• The Government has done well with its encouragement of, and reforms of, apprenticeships but what the country needs is many more young people acquiring skills for employment “on the job”, by what we used to call sandwich courses, rather than an increase in university education, too much of which is not turning out people who are qualified for, or able to find, “university level” employment.  The Chancellor referred to new student loans being financed by selling the old student loan book.  What he does not state is that it is now estimated 40 per cent of the £85bn student loan book – some £35bn – will not be repaid, largely as some 40 percent of graduates are not earning sufficient to meet the student loan repayment threshold.  Has this major loss been accounted for in the projected public finances?
  • Osborne referred to the applauds for abolishing stamp duty on AIM shares, and announced that stamp duty for shares purchased in exchange traded funds will also be abolished.  He did not make mention of the fact that the EU is threatening to impose a Financial Transaction Tax which, although not a participant, the UK would be obliged to collect on transactions in the UK relating to any Eurozone-based security.  If this goes ahead, it will drive masses of business away from the UK to Asia and will cost more to administer than it is likely to collect.  He should have announced his refusal to accept any such collection obligation, where the legal grounds of its threatened imposition are, to say the least, highly doubtful.
  • Osbone lauded his increase in the personal allowance to £10,000 next year and also made the point that 30 percent of all income tax is now paid by just under one per cent of tax payers.  It  needs to be remembered that if a majority of citizens do not pay income tax there is a ready “political market” for “soak the rich” tax policies, which are damaging to the overall economy – as the Thatcher Governments of the 1980s were well aware.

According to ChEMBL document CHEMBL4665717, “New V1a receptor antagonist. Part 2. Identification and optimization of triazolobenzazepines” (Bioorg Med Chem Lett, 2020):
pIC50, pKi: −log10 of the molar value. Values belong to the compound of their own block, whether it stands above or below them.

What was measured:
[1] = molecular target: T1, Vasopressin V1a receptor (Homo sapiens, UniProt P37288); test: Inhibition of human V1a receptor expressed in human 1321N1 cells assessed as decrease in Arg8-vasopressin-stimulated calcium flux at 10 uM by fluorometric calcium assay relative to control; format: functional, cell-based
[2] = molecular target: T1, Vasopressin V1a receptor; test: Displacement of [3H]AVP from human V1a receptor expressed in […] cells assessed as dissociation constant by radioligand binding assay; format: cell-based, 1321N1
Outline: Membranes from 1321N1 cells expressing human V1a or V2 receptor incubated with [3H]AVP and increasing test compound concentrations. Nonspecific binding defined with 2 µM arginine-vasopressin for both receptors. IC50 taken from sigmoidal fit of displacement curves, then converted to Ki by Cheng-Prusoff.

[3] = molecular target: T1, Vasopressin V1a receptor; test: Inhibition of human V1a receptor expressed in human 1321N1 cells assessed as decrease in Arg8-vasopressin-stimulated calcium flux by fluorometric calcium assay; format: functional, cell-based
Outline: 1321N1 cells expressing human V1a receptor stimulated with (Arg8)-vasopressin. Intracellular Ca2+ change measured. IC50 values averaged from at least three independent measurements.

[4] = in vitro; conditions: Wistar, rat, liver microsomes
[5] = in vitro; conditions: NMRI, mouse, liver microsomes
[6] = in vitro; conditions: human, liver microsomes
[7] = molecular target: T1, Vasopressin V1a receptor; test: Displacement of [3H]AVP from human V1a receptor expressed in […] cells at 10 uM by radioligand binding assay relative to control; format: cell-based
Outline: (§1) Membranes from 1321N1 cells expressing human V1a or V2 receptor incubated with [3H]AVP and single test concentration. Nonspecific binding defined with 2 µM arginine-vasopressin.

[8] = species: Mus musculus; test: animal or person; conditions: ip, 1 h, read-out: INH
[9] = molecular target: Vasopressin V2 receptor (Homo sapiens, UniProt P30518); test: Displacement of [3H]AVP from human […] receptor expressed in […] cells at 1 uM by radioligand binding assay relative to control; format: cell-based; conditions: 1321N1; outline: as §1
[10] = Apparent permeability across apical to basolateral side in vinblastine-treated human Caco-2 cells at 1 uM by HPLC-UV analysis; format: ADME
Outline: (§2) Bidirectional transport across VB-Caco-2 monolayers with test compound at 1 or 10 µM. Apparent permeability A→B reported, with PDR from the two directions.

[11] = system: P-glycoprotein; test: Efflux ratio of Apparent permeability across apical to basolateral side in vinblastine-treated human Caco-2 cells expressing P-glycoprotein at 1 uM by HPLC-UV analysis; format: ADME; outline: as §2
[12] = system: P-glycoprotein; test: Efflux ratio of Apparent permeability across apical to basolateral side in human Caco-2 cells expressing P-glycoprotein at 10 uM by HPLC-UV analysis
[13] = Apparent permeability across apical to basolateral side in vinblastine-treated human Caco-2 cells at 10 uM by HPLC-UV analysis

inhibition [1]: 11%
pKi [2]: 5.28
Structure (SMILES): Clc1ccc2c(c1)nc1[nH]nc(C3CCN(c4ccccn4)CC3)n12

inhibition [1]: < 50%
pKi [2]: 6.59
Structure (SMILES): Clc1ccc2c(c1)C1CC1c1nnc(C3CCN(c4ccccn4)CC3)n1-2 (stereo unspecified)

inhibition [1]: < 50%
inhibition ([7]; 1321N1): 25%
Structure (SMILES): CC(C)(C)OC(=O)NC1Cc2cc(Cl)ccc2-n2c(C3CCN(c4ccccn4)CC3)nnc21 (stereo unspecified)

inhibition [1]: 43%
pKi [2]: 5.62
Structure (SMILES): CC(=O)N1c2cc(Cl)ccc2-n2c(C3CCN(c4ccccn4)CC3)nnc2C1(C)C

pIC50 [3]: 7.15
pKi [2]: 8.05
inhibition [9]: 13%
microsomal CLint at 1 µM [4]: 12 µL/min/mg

• The new tax allowance to encourage investment in shale gas is welcome, but what is really needed is root and branch reform of the crack pot “Green” energy policy imposed by the EU.  We will need continuing coal fire power stations (otherwise being priced out of operation by green levies), as well as new nuclear power stations to generate our electricity requirements.  As the public has realised, major “green tariffs” on their electricity bills, to finance subsidies on wind and other alternative sources of energy, are driving up electricity costs for both consumers and industry to unacceptable levels.  The modest temporary relief is welcome, but what is needed is a root and branch re-appraisal of energy policy along the lines suggested by ex-Chancellor, Lord Lawson.

In conclusion, the extent to which EU requirements and directives are now actively damaging our economy and frustrating our ability to put things right is noteworthy.  The Chancellor pointed out that the Euro area as a whole will shrink by 0.4 per cent this year; while most of this is caused by the economic and financial effects of the Euro itself, the point is staring us in the face that the Euro and the EU itself are dire economic failures.  If the UK is to remain a member of the EU, both the reforms to the EU itself, and the UK “opt outs” that are required, are very substantial.